So many of us feel socially anxious in life, fearing judgement of others and avoiding situations we feel afraid in. In fact, more than 1 in 10 of us experience social anxiety; it’s the third most common mental health challenge. Or it may not be that we’re so avoidant, but instead we feel so anxious about showing up and being seen as who we are in social situations that we cope by wearing a mask and hiding our true selves. Either way, we’re missing incredible opportunities for joy and connection in our lives, and we want it to be different. But the way we’re seeing ourselves isn’t granting ourselves the power to change.
Beginning with a belief
We’re growing up in a world where so many of us as children are told we’re ‘too much’ or ‘too inconvenient’. We learn we must be quiet, small, still or perfect to be accepted in our stressed-out families; so we start to believe that we are not enough -not worthy of belonging- and we learn to hide our true selves away; to be what we think the adults around us want us to be.
Then, as we go through life, small, quiet and afraid to make mistakes, with the personality we constructed to keep us safe at home that we now THINK is WHO we are, we start to receive messages that this is not good enough either!
We’re told by peers, teachers, colleagues, family, friends, partners and even social settings that we should be louder, more confident, assertive, fun and outgoing, at ease in the spotlight and outspoken in groups. Every message confirms our beliefs that there is something wrong with us; we are not good enough and not worthy of love and belonging. So believing we’re ‘broken’, we avoid any situation that could reveal our perceived flaws and leave us open to rejection. And if we cannot avoid it, we’re enduring those situations with intense panic. We’re holding ourselves back in every area of our lives. Disconnecting from others. Our own safety-strategy of self-rejection creates a self-fulfilling prophesy in our life, increasing anxiety and negative social experiences over and over again.
You are not ‘broken’
When –or if– we finally seek help, we’re labelled ‘disordered’ and ‘mentally ill’ which further confirms our belief that there’s something wrong with us. Not only that, it takes away the power to change. It starts a search for a cure for social anxiety, and promotes reliance on medication and doctors, looking for a ‘fix’ from outside.
But we don’t need fixing. The truth is we are not broken or defective because we’re having an anxiety response in a world that’s repeatedly told us we’re not acceptable. We have learned that it is not safe to show up as we are in the world, and so our body is doing its job, sending us signals that tell us don’t engage in this dangerous situation, in order to keep us safe. Even if, logically, we know we’re not really in danger. The threat of rejection, ridicule and shaming feels no better than a threat to life for us.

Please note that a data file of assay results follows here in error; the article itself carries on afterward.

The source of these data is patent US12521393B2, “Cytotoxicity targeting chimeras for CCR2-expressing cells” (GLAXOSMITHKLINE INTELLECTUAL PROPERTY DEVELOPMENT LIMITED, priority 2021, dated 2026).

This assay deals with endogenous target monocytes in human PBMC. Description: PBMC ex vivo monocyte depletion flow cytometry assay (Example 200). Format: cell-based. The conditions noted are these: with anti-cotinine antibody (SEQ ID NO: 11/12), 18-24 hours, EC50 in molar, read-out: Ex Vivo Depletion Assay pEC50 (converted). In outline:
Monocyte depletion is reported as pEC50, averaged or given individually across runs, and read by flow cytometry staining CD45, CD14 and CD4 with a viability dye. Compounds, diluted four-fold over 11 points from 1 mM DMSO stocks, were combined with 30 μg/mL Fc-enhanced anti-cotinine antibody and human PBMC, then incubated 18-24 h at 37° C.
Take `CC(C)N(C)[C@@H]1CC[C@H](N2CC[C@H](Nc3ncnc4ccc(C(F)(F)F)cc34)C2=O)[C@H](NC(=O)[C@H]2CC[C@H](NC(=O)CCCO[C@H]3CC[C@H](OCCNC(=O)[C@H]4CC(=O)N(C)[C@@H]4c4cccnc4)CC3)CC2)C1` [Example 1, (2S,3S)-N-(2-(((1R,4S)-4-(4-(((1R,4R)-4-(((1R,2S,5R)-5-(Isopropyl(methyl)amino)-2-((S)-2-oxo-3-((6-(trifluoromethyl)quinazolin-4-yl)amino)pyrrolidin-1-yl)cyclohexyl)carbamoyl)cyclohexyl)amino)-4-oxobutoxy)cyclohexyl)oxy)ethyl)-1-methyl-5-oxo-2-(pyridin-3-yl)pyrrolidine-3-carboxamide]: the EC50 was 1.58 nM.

It’s okay to be quiet, and it’s okay to speak out too
What the world doesn’t readily tell us is that it’s okay to be quiet, or to feel anxious and self-doubting. And because no one is talking about this, we don’t realise how normal it is to feel this way. You are not an outsider when you feel anxiety and self-doubt, you’re on the inside with everyone else. We don’t see how very human these experiences are because we don’t know that feeling socially anxious and avoiding is a perfectly normal way to respond in a world that tells us we’re not normal or acceptable.
Instead, we have dealt with this by giving up our authenticity and moulding ourselves into who we think we were ‘supposed’ to be. After all, many of us grew up in a “kids should be seen and not heard” mentality that’s unconsciously trickled down through generations; in many households a child should never dare to question or disagree with the adults around us, or we were -perhaps unintentionally at times- ridiculed and shamed for making a mistake or simply showing up as ourselves in a way that triggered the adults around us. We behave as the people pleasers and the passive ones hiding in the background, thinking this is who we are now.
You are not the labels you’ve been given
But as we fail to notice that we’re disconnected from who we really truly are, the idea that we’re an ‘anxious person’ consumes us, dictating the life we lead. We unwittingly live the labels we have been given by others, keeping ourselves in the ‘shy box’ perhaps, or wearing the mask of an extravert, avoiding and missing opportunities and connections we would otherwise love. And how can we possibly feel like we belong when we don’t accept ourselves as we are? When we don’t know who we really are?
Still, it’s okay if you’ve never learned that you’re allowed to speak your mind; or that you can have opinions and a taste in music, fashion or politics that differs from your family and peers and still remain lovable. It’s okay if you struggle to say ‘no’ right now, and you haven’t yet had the opportunity to learn how to set boundaries and question other people. It’s also okay if you only know how to cope with the fear of social situations through avoidance and masks.
The way you are isn’t who you are
What you need to understand now is that the way you are isn’t who you are. In fact, what we see as our personalities is simply a mix of innate traits and coping strategies we picked up at an early age. The way you are isn’t set in stone. It’s fluid and you can change and grow. We all need to see that we each have the power to change; it’s not our fault that we learnt to behave this way in the world, but we are responsible for changing it now so we can show up in a way that really serves us in life… and we can. Because you are already so much more than you see and believe right now.
If you are on the path from socially anxious to quietly confident, find out all the ways we can help you today.